Plate Spinning

I’m not sure I’d want to be a football manager. Don’t get me wrong, I like the idea of being the man in control. I’ve done the whole Football Manager thing (the computer game that is…). I’ve even taken it to the extent of dusting off my suit and watching the whole miserable ninety minutes of an 0-2 FA Trophy final defeat (against Bournemouth, for some reason that escapes my memory)… Our long and loyal sponsors have a fine game there, that’s for sure, but no matter how in-depth they make it victory depends on meeting a series of requirements the programmers determine makes a good manager – and once you’ve worked that out by a process of trial and error, success is achieved whenever you want.

Sadly, in the real world there is no magic formula that can be transfered from club to club, year to year. Thinking of all the variables required; juggling a squad of twenty or so blokes, ensuring the best eleven available are on the pitch at any one time and can coordinate a game plan to defeat the other eleven blokes who have turned up to play you – put simply it’s probably akin to keeping a thousand plates spinning while trying to juggle a thousand more.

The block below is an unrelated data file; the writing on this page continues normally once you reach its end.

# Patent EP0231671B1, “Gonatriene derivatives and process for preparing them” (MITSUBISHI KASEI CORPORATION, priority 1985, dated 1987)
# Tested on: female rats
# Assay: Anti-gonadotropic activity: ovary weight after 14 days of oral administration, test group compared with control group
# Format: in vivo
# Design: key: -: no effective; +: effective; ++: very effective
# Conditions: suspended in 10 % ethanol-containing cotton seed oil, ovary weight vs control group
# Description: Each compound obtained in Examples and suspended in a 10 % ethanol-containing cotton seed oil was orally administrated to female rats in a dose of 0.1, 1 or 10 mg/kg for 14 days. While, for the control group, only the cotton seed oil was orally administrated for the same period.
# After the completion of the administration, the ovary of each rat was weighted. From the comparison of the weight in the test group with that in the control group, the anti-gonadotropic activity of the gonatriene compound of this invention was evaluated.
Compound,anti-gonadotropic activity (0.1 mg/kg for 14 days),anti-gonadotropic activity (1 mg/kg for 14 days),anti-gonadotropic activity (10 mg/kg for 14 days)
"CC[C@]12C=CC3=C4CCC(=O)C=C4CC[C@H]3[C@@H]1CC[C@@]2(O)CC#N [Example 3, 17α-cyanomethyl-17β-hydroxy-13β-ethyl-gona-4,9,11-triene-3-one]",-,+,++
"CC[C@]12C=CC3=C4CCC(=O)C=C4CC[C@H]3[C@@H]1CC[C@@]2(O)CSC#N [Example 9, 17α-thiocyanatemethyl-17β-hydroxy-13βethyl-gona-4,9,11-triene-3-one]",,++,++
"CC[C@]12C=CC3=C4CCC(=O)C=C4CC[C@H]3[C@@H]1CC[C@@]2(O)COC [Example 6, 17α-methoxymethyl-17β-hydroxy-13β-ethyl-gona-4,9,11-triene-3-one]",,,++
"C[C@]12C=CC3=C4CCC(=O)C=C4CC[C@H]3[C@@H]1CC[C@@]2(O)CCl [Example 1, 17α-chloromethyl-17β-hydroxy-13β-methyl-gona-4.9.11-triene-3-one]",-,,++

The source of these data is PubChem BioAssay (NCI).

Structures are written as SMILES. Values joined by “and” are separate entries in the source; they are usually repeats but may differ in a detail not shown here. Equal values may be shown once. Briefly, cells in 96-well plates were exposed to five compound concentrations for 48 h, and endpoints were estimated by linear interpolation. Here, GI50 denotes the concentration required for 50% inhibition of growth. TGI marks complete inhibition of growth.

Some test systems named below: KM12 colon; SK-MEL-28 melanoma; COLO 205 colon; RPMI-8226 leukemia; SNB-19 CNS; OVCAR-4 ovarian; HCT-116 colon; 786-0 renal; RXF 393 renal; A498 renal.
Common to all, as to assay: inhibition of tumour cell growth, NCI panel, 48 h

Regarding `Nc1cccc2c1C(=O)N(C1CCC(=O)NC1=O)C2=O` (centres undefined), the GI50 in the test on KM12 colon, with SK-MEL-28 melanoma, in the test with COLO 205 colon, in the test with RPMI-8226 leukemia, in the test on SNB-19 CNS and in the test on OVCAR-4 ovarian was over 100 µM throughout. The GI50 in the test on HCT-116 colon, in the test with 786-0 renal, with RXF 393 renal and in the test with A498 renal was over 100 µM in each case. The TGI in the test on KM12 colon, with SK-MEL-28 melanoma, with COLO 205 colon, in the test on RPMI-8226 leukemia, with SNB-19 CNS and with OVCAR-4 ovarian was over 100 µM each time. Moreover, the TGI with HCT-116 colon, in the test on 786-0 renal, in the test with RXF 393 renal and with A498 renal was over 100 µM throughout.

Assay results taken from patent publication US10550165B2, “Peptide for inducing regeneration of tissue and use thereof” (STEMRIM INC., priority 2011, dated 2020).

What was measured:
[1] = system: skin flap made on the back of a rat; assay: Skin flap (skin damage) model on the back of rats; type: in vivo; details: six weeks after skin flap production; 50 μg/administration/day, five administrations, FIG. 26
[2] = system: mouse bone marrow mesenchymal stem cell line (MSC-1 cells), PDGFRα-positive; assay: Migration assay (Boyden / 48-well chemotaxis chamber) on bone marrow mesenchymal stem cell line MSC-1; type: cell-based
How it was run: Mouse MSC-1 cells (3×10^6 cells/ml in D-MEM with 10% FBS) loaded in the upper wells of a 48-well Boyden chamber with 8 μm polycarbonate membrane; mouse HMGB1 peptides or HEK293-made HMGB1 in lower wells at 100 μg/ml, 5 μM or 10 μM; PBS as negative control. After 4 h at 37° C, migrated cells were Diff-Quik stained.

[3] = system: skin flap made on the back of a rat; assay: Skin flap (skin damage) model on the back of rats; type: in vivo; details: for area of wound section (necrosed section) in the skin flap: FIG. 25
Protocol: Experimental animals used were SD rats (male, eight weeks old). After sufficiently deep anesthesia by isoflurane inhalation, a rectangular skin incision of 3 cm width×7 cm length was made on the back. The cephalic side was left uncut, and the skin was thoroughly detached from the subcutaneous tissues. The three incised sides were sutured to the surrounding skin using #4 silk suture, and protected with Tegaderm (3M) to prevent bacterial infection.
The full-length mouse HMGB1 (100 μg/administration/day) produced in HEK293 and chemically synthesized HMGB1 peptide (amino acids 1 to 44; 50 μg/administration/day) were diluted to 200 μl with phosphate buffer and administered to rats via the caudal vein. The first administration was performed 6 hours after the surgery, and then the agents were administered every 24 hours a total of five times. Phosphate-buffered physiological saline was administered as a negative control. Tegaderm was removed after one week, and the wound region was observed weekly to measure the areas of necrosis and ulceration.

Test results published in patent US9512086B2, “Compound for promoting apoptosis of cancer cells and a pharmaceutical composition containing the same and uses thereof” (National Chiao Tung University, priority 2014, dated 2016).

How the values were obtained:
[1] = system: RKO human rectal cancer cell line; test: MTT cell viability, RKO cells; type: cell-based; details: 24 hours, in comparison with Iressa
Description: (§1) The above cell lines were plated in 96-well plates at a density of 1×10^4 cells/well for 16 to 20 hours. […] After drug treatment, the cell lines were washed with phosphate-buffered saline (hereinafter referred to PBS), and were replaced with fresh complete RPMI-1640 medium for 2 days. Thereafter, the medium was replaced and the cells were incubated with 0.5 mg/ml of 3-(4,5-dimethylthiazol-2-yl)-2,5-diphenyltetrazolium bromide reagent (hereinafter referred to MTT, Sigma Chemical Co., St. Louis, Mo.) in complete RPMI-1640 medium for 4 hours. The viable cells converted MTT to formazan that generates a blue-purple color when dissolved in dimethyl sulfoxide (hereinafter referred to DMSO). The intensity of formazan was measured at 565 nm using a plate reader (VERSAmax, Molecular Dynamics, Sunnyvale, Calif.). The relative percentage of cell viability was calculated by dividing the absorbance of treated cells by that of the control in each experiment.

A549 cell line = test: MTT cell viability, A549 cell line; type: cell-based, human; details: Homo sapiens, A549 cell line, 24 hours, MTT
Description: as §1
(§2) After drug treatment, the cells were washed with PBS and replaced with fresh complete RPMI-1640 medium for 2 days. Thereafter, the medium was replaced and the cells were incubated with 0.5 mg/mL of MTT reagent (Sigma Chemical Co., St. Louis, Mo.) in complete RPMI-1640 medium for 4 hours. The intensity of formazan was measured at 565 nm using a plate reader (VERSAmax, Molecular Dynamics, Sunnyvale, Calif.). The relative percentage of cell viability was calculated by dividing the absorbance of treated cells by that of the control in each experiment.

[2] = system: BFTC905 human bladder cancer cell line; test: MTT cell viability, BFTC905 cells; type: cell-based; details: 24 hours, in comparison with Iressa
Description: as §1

And yet the best managers appear not to micromanage. Legend has it Our Greatest Ever Manager was barely seen on the training pitch, turned up in the dressing room before games to shout a bit, dished out a few bollockings at half time then buggered off, leaving poor Terry Burton to pick up the pieces…

Whichever path you follow, the closer you get to success, the harder it seems to get. Lets consider the challenges facing Terry Brown over the next four, on first glance largely meaningless games. He probably wants to coat Danny Kedwell in bubble wrap and store him under the Strank Stand until early May, but even the more practical arrangement of leaving him on the bench will hardly see him match fit and raring to go. Viewing April as a mini pre-season is probably more appropriate, but there’s always the paranoia that amidst all the experimentation, they might lose the recently reacquired knack of winning matches.

Picking two entirely different teams for the Mansfield and FGR games probably sounds sensible, but won’t win us many friends at Altrincham, Southport or Tamworth… and that’s not even considering the ear-bashing Brown will receive from our army of volunteers, making the journey down to Stroud for their once-a-season jolly only to see our scratch XI fall to defeat against motivated opponents…

Yet even a mixed bag should surely pick up three points at a Histon side who have gone ten matches since picking up their last point… and their ‘time since last goal’ stat is edging ever closer to 500 minutes. It’s been a rough old season for the Stutes, and the worry is they’ll disappear down the pyramid as quickly as they have risen… their best possible scenario will surely involve a Lewes-esque scrap at the bottom of the BSS before being swallowed up and finding their level in the Southern/Isthmiam Premier a la Canvey Island.